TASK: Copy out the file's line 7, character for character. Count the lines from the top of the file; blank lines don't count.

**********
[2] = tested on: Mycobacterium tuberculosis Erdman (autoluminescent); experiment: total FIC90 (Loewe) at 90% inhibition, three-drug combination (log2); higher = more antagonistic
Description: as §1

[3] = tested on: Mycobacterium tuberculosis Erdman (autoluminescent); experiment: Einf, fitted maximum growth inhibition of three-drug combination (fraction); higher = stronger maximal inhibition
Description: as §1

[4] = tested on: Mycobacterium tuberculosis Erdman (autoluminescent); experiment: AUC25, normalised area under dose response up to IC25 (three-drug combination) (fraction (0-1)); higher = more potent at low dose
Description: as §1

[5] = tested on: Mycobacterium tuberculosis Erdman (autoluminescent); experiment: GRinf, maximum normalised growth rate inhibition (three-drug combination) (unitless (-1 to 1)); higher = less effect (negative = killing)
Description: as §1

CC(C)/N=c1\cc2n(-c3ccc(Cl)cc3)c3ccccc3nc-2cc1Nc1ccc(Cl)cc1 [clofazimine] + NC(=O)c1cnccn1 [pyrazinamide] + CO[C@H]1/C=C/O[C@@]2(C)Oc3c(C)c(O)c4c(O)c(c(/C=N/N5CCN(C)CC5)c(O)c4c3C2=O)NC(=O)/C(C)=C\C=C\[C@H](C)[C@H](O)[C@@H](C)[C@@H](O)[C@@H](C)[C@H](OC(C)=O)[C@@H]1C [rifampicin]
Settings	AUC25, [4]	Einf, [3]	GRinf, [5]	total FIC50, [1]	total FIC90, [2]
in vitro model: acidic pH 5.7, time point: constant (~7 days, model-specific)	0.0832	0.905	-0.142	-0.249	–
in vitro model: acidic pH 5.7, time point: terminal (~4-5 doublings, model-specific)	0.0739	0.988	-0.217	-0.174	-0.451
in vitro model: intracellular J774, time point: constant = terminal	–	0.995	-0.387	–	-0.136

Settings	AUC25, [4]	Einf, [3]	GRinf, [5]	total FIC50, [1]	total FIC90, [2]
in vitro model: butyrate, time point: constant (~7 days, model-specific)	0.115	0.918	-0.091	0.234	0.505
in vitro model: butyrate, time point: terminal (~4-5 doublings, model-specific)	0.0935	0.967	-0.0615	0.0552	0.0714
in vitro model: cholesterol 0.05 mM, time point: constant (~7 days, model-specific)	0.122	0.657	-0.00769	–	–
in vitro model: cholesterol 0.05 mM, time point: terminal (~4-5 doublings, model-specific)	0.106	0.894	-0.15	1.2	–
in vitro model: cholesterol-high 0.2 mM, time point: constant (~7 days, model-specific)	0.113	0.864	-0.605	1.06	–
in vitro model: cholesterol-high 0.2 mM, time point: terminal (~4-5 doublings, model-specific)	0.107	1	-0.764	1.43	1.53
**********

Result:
[5] = tested on: Mycobacterium tuberculosis Erdman (autoluminescent); experiment: GRinf, maximum normalised growth rate inhibition (three-drug combination) (unitless (-1 to 1)); higher = less effect (negative = killing)